Law enforcement officials from Northern California said they will refuse to assist federal authorities in the upcoming sweeps that aim to capture more than 1,500 illegal immigrants, the San Francisco Chronicle reported Wednesday.
The paper, citing an anonymous source, reported about a planned operation to be conducted by the U.S. Immigration Customs and Enforcement agency. The report did not specify a date, but said it will be conducted in the near future.
Law enforcement officials told the paper they have not been notified as of Wednesday, but said they would not provide support.
Oakland Mayor Libby Schaaf told reporters that police in her city will not assist ICE officials if the report on the raids is accurate.
Federal officials’ ability to work with local jurisdictions was curtailed on Jan. 1st, after a new California law – SB54 – came into effect that limited inter-agency cooperation. The law officially made California the first “sanctuary state.”
Thomas Homan, the acting director of ICE, said last month that federal immigration officials are prepared to protect local communities in California if local officials refuse to do so.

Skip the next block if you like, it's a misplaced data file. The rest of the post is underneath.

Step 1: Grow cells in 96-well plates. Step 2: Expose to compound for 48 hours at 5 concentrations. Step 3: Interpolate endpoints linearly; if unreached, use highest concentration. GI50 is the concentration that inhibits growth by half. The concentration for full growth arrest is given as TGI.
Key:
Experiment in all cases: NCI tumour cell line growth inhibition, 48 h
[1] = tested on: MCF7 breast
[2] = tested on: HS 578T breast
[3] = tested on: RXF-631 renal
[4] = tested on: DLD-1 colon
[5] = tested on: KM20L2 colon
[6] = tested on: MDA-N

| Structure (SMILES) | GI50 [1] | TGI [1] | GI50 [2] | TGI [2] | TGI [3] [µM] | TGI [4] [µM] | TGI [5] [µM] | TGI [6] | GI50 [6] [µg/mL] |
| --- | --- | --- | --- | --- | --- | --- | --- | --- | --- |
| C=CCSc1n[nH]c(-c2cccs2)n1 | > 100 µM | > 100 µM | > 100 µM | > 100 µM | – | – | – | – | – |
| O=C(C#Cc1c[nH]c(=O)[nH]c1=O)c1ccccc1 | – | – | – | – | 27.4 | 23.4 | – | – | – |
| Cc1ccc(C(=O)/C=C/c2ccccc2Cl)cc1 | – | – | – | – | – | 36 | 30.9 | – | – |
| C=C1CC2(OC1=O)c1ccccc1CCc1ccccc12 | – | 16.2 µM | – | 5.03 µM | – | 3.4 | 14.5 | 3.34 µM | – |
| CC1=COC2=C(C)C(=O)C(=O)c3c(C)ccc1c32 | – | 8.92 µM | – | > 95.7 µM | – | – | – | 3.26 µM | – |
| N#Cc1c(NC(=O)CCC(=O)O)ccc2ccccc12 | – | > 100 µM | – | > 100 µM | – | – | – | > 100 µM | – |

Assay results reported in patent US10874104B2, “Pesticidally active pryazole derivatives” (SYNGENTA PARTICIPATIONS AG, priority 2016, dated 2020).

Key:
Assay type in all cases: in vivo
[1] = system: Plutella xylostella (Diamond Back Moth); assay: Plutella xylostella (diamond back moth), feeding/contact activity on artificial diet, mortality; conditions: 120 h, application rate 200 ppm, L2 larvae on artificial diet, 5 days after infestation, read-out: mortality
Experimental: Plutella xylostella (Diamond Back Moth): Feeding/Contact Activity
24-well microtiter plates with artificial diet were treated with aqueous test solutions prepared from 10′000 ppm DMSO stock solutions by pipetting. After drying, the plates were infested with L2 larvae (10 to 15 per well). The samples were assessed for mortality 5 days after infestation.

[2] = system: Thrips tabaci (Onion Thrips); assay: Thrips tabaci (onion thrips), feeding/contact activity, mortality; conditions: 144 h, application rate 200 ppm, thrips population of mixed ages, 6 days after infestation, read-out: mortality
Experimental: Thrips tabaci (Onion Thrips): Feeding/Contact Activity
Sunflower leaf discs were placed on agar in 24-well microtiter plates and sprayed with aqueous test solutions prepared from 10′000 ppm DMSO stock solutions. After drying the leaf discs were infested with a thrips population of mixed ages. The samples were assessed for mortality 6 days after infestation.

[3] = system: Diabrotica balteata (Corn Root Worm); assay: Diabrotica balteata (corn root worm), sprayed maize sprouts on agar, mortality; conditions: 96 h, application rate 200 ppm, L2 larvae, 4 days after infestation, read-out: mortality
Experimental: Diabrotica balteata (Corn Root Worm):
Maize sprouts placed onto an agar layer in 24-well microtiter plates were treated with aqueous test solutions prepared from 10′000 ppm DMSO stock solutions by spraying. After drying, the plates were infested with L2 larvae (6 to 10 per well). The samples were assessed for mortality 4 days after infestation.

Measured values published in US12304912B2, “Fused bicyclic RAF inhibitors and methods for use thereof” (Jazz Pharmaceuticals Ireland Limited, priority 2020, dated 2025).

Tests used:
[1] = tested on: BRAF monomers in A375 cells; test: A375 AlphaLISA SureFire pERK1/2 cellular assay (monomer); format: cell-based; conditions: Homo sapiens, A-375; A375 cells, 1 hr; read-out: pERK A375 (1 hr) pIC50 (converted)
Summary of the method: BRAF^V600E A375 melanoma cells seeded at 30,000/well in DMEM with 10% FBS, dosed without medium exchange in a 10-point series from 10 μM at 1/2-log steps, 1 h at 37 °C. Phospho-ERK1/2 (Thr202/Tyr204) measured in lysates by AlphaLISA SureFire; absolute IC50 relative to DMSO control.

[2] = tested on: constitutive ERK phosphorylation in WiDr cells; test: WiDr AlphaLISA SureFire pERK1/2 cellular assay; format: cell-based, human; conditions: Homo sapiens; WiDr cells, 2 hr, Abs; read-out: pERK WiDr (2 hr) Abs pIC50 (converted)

Proponents of the law have argued that sanctuary laws are necessary to establish trust between immigrants and local law enforcement.
The Oakland City Council on Tuesday passed a resolution that ends all cooperation between local police and federal immigration officials. Under the state’s law, California police are limited in their communication with federal agents on possible illegal immigrants in jail or awaiting trial.
Homan called the resolution “unconscionable” and a “danger for local communities.”
ICE has refused to comment on the operation because the agency does not release information on future operations.